Many experts advise prompt vaccination for children under 5 years old to prevent new strains, while others say that health authorities need to be careful when data on vaccines for this age are incomplete.
The US Food and Drug Administration (FDA) said on February 2 that it will review the Pfizer vaccine to make a decision on whether to approve it for children 6 months to 4 years old. The review meeting took place before clinical trials showed that the company’s standard three-dose regimen was effective. This is an unprecedented move.
Unlike the adult trial, experts were not able to assess effectiveness by comparing infection rates between the vaccine and placebo groups. Instead, the FDA put antibody threshold in people aged 16 to 25 years as vaccine criteria should be met. This research method, called “immunocombination,” is commonly used as the basis for licensing vaccines in adolescents.
In results Pfizer announced in December 2021, with a two-dose course, children aged two to four years old did not produce as many antibodies as teenagers, meaning the test did not meet FDA standards. The experts decided to inject a third dose. According to the unnamed federal official, the effectiveness of the vaccine in children 2-4 years old is 57%. Data from the third dose trial is expected to be released in the coming weeks.
The FDA’s push for a pharmaceutical company to submit an application for approval of a drug or vaccine has also never happened before. The rapidly evolving pandemic forces federal health officials to make important decisions with limited data. Their top priority is to vaccinate young children now, before a new, more dangerous strain emerges.
The US drug agency’s acceptance to consider incomplete data as a basis for vaccine evaluation has some experts worried. Dr. Gregory Poland, founder and director of the Vaccine Research Group at the Mayo Clinic and editor-in-chief of the journal Vaccine, said: “We’ve never done this before, which is something that concerns me. I don’t. satisfied with the lack of data”.
Dr. Poland and some experts say the third dose of vaccine can not always help boost immunity in young children. As the Omicron strain increases, many scientists feel the FDA should wait for the full test results, which are expected to be released in the coming weeks.
Approving vaccines before complete data are available could undermine public confidence in the agency’s processes, making parents hesitant about getting their children vaccinated. Experts ask the question “What happens when the third dose doesn’t work, and millions of parents have given their children two doses?”.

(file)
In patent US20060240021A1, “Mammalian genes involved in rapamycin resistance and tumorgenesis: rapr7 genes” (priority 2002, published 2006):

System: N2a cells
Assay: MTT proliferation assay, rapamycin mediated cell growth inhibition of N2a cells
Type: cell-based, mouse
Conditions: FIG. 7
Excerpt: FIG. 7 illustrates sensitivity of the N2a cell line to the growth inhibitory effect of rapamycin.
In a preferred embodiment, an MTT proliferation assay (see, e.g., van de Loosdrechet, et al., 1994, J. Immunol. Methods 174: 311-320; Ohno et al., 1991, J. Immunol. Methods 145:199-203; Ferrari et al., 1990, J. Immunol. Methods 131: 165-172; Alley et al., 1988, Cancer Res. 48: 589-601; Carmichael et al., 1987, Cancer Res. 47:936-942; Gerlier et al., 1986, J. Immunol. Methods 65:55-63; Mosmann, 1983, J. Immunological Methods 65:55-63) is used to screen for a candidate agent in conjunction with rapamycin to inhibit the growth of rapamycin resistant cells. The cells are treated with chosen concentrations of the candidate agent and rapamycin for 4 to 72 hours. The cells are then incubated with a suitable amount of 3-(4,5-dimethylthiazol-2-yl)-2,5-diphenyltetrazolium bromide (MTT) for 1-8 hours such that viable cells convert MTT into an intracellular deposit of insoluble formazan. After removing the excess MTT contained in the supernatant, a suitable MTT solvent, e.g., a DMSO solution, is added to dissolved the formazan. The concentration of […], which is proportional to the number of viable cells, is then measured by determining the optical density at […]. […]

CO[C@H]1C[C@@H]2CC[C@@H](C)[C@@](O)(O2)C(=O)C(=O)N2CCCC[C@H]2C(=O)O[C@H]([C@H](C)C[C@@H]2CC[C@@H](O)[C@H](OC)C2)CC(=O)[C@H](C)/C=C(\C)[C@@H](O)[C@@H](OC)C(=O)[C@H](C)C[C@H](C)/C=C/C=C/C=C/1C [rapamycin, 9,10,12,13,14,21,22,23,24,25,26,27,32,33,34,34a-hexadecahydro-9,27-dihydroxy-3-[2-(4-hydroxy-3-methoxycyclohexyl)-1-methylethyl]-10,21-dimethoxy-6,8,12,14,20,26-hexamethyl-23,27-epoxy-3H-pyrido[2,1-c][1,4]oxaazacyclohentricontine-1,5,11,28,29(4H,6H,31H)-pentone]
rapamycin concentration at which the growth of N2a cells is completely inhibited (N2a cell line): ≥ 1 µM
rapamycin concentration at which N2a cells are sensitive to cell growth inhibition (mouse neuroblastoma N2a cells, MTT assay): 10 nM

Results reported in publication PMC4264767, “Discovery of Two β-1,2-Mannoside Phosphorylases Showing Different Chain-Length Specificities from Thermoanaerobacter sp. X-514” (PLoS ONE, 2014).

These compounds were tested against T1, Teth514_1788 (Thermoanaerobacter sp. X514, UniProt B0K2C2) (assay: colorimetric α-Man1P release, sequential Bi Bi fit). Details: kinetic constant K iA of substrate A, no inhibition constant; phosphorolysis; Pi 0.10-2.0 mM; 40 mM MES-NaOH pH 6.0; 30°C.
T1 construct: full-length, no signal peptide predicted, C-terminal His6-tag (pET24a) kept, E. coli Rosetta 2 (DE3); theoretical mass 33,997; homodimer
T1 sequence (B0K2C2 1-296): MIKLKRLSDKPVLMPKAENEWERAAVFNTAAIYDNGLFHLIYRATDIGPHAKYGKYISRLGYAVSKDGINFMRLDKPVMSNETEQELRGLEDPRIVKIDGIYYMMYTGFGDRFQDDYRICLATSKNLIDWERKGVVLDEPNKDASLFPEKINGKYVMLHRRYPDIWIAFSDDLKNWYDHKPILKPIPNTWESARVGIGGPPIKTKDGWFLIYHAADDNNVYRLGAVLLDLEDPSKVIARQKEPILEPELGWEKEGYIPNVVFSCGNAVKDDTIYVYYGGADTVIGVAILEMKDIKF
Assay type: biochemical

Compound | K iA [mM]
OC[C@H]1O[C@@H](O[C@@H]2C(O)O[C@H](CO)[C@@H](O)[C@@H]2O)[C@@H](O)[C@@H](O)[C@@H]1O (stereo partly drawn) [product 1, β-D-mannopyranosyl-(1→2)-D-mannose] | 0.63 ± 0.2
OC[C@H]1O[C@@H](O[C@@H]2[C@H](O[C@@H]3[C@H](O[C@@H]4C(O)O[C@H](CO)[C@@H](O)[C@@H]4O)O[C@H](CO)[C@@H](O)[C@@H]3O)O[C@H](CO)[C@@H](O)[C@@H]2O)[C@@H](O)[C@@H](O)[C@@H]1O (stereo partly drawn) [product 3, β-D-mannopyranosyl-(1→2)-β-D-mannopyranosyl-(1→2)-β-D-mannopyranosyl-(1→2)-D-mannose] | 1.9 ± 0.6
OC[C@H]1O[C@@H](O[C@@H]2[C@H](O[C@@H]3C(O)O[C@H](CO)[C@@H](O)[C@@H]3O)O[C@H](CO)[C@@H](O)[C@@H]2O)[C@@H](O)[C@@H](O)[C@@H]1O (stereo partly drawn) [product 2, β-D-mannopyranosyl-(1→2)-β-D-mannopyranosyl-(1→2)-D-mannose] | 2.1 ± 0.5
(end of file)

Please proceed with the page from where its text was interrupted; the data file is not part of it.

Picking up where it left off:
Although it is generally difficult for young children to become seriously ill after nCoV infection, during the Omicron outbreak, the number of pediatric patients hospitalized was unusually high. Some studies show that hospitalized children often have underlying medical conditions, such as diabetes, chronic lung disease or heart disease, that are more likely to lead to more severe symptoms.
According to some experts, instead of licensing the vaccine for all 18 million children 6 months to 4 years old in the US, the FDA should consider recommending vaccinations for high-risk children.
However, the series of infections in children under the age of 5 during the Omicron outbreak has many parents anxious for a vaccine.
“On the one hand, parents are eager to protect their children, on the other hand, there is a very skeptical attitude. The whole process needs to be done very transparently and carefully,” said Natalie Dean, birth statistician. study at Emory University in Atlanta, said.
FDA scientific advisors will meet on February 15 to review current data. The Centers for Disease Control and Prevention (CDC) may order two doses immediately afterward.
The administration of President Joe Biden promised to respect the decision of the medical advisers. “You need to understand that the FDA won’t skip any aspect of the review process. They know they’re the gold standard that the public can trust,” said Dr. Vivek Murthy, MD, a general practitioner. .
According to two sources familiar with the US health agency, promoting immunization in children and booster vaccination in adults is a step forward in the future, in case new strains appear.
“We are concerned that as more and more children experience persistent Covid-19 syndrome, some of them develop autoimmune disease or type 1 diabetes following infection with nCoV,” said Stephanie Cacomo, an FDA spokeswoman.
Dr. Diego Hijano, pediatric infectious disease specialist at the St. Jude, the inspector in the Pfizer trial, said childhood immunizations could start as early as April. That means they could go through the summer without getting three doses of the vaccine.
“Certainly, in the summer, some disturbing strain will spread,” he said.
For other scientists, the new strain is not a compelling reason to vaccinate children under five too early. According to Dr. Poland, the balance of benefits – harms when vaccinating children at this time is very different from that of adults at the beginning of the pandemic.
“At this point, we are not making decisions in the context of the epidemic is still chaotic and unclear. As an immunization expert, I need to consider more,” he said.
Pre-approval of a two-dose regimen may encourage some parents to have their children vaccinated to protect their children in school. Others will wait until data on the third dose is complete.
Thuc Linh (Follow NY Times)